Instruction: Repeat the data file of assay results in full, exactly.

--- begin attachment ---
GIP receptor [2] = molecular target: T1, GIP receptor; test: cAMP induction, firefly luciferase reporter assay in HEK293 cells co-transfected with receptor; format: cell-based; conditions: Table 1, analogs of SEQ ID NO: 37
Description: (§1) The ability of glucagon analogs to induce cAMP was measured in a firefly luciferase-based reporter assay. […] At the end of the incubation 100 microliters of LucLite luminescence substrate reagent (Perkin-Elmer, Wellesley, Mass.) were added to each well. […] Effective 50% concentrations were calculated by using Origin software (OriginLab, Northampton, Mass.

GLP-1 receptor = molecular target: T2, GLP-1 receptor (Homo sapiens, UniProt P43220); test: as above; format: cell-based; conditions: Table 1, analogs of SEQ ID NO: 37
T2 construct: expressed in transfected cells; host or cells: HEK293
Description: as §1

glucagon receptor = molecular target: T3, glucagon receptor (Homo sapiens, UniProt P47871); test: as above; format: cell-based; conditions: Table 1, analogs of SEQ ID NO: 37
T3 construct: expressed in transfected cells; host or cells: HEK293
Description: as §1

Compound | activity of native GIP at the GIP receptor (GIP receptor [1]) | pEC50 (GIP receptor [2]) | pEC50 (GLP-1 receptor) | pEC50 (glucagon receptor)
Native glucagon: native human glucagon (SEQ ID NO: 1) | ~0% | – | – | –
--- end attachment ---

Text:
GIP receptor [2] = molecular target: T1, GIP receptor; test: cAMP induction, firefly luciferase reporter assay in HEK293 cells co-transfected with receptor; format: cell-based; conditions: Table 1, analogs of SEQ ID NO: 37
Description: (§1) The ability of glucagon analogs to induce cAMP was measured in a firefly luciferase-based reporter assay. […] At the end of the incubation 100 microliters of LucLite luminescence substrate reagent (Perkin-Elmer, Wellesley, Mass.) were added to each well. […] Effective 50% concentrations were calculated by using Origin software (OriginLab, Northampton, Mass.

GLP-1 receptor = molecular target: T2, GLP-1 receptor (Homo sapiens, UniProt P43220); test: as above; format: cell-based; conditions: Table 1, analogs of SEQ ID NO: 37
T2 construct: expressed in transfected cells; host or cells: HEK293
Description: as §1

glucagon receptor = molecular target: T3, glucagon receptor (Homo sapiens, UniProt P47871); test: as above; format: cell-based; conditions: Table 1, analogs of SEQ ID NO: 37
T3 construct: expressed in transfected cells; host or cells: HEK293
Description: as §1

Compound | activity of native GIP at the GIP receptor (GIP receptor [1]) | pEC50 (GIP receptor [2]) | pEC50 (GLP-1 receptor) | pEC50 (glucagon receptor)
Native glucagon: native human glucagon (SEQ ID NO: 1) | ~0% | – | – | –